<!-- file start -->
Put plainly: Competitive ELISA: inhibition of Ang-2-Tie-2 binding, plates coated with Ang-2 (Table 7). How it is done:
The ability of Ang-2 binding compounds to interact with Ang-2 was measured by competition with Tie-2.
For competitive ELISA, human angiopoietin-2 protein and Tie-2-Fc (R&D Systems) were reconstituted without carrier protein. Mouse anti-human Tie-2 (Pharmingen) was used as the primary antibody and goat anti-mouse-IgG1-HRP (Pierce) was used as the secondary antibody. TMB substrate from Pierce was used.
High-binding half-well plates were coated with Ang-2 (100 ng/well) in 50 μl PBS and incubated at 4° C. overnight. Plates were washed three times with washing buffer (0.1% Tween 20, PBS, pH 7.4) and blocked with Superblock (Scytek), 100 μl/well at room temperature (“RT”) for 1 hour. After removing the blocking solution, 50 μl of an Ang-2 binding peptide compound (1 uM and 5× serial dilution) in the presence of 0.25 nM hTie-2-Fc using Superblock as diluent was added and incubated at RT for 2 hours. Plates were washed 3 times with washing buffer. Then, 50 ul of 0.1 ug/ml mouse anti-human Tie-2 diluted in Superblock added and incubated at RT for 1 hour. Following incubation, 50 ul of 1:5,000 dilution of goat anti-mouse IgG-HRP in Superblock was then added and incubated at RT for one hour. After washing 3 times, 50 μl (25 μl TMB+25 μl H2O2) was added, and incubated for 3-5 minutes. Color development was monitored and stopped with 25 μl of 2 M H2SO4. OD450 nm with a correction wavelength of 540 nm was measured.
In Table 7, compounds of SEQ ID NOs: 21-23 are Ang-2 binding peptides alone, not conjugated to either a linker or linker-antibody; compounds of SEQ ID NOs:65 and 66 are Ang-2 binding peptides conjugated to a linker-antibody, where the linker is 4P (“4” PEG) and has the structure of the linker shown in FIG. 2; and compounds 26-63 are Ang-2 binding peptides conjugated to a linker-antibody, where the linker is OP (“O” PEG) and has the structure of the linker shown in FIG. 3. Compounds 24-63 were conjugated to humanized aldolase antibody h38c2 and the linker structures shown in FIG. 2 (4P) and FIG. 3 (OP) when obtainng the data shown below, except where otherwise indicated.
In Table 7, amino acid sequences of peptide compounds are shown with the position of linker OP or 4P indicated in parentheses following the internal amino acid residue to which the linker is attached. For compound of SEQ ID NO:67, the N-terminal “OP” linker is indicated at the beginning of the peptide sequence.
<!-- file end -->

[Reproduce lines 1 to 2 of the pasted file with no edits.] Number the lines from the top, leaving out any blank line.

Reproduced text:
Put plainly: Competitive ELISA: inhibition of Ang-2-Tie-2 binding, plates coated with Ang-2 (Table 7). How it is done:
The ability of Ang-2 binding compounds to interact with Ang-2 was measured by competition with Tie-2.